Saturday, June 1, 2013

Cards on the Table


Through a gust of wind the white dew on the autumn grass
Scatters like a broken necklace
Funya no Asayasu

Things I do when I don't write about Japanese detective fiction: write detective fiction in Japanese.

The title of Takada Takafumi's QED Hyakunin Isshu no Shu ("Q.E.D. - The Curse of Hyakunin Isshu") refers to a famous anthology of Japanese poems (waka) compiled by Fujiwara no Teika. As the anthology's name suggets, the collection consists of 'one hundred persons, one poem each'. The poems of Hyakunin Isshu are also for the traditional uta-garuta (poem card) game, which consists of two sets of cards. The first set, the yomi-fuda, contains cards with the first line of a poem, which are read aloud. The second set of cards, tori-fuda, are placed in front of the players and have the second line of the poem written on them. Players thus try to obtain the correct tori-fuda to the yomi-fuda being read. And it was a yomi-fuda, with the first line of the poem quoted above, which was found in the dead hands of wealthy Hyakunin Isshu karuta fan Masakaki Dairoku, murdered in his own mansion almost a year ago. The case seemingly ended with the suicide of his daughter not long afterwards, but the police still think the murderer is out there. In need of information, reporter Komatsuzaki seeks the help of his old friend Kuwabara Takashi (whose name sounds like a traditional phrase to ward off evil), who besides being a pharmacist, also happens to be knowledgeable about Hyakunin Isshu.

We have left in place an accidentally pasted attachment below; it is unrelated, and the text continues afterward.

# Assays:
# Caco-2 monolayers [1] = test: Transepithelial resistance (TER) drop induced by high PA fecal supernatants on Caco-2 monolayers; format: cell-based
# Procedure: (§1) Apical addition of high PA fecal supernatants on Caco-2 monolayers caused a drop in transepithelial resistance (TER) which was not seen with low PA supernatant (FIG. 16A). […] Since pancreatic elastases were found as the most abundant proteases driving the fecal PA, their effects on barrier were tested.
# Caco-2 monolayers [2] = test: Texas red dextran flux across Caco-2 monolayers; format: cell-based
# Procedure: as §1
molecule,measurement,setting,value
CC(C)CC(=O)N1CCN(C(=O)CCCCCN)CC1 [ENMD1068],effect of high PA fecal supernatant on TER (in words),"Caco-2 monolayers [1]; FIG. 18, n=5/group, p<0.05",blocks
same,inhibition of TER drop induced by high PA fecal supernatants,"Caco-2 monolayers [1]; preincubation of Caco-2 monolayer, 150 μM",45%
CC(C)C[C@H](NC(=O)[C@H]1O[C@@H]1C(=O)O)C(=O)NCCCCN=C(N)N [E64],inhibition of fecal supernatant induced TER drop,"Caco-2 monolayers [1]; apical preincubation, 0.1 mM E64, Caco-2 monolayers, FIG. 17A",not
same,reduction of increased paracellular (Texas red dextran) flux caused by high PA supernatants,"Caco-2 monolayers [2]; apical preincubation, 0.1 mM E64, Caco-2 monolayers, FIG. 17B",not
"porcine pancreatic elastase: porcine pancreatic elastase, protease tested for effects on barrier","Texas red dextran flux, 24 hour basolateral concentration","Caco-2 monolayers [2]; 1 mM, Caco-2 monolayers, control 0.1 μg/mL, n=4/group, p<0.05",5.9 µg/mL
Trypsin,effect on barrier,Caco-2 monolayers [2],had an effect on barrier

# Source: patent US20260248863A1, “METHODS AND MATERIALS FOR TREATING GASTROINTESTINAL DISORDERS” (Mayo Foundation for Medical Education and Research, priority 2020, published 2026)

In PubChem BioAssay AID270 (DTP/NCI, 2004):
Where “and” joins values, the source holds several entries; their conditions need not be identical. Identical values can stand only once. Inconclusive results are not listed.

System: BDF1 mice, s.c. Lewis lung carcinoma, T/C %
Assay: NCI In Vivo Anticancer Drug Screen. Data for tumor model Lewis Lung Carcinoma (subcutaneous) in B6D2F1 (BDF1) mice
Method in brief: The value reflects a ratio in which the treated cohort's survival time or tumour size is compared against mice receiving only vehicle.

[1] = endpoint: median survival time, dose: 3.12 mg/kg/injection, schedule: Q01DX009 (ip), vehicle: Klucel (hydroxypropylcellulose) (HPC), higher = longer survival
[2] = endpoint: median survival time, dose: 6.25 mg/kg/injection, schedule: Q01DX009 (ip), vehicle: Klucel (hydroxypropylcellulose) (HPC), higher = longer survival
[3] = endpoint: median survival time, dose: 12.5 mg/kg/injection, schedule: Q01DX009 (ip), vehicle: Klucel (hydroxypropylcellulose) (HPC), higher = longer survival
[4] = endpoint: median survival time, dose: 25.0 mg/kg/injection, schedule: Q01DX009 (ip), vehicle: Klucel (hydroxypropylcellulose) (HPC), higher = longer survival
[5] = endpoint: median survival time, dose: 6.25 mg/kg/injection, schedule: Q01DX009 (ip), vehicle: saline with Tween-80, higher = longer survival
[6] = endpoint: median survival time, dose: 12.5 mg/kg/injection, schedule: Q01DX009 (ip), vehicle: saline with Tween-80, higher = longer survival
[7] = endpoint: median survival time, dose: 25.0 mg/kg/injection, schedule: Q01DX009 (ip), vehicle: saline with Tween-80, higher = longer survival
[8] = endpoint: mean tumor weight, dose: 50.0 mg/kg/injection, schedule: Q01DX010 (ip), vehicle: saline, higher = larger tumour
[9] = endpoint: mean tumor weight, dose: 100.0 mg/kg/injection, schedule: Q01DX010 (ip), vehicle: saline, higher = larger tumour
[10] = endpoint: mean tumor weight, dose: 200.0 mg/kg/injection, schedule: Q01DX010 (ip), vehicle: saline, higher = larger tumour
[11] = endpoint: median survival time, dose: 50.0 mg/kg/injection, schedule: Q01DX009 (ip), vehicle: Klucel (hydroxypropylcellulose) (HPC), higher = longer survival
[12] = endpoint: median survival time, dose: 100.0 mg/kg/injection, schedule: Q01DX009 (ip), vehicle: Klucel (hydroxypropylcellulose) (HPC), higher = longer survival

I am not interested in history per se, but I've always had a weakness for ancient conspiracy plots/untold history/folklore etcetera. So Takada Takafumi's Q.E.D. had been on my reading list for a long time, as his books were precisely about linking history with detective plots. QED Hyakunin Isshu no Shu is the first novel in the series and while it has interesting points, I can't but be a bit disappointed by it. The main problem of the book is that it seems like Takada had a whole bunch of interesting ideas, but couldn't find a way to connect all these dots together in a convincing way. The reader is presented with a misty cloud of which the complete form is just vaguely clear.

For example, we are first introduced to the series detective Kuwabara, because he is an expert on Hyakunin Isshu and he might thus deduce the meaning behind the card the deceased had in his hand (spoilers: it was a dying message!). This is a semi-logical relation (I say semi, because I am not sure why Kuwabara was created as a pharmacist who happens to know literature, instead of, I don't know, an expert on literature). And yes, having Kuwabara explaining a bit on the origin of Hyakunin Isshu is also still relevant. But what Kuwabara (and thus writer Takada) does, is not just explain a bit. What Kuwabara does, is hold a complete lecture course on the subject, including presenting an admittedly interesting theory behind the selection process of the poems of the Hyakunin Isshu, but of which only ten percent is relevant to solving the dying message.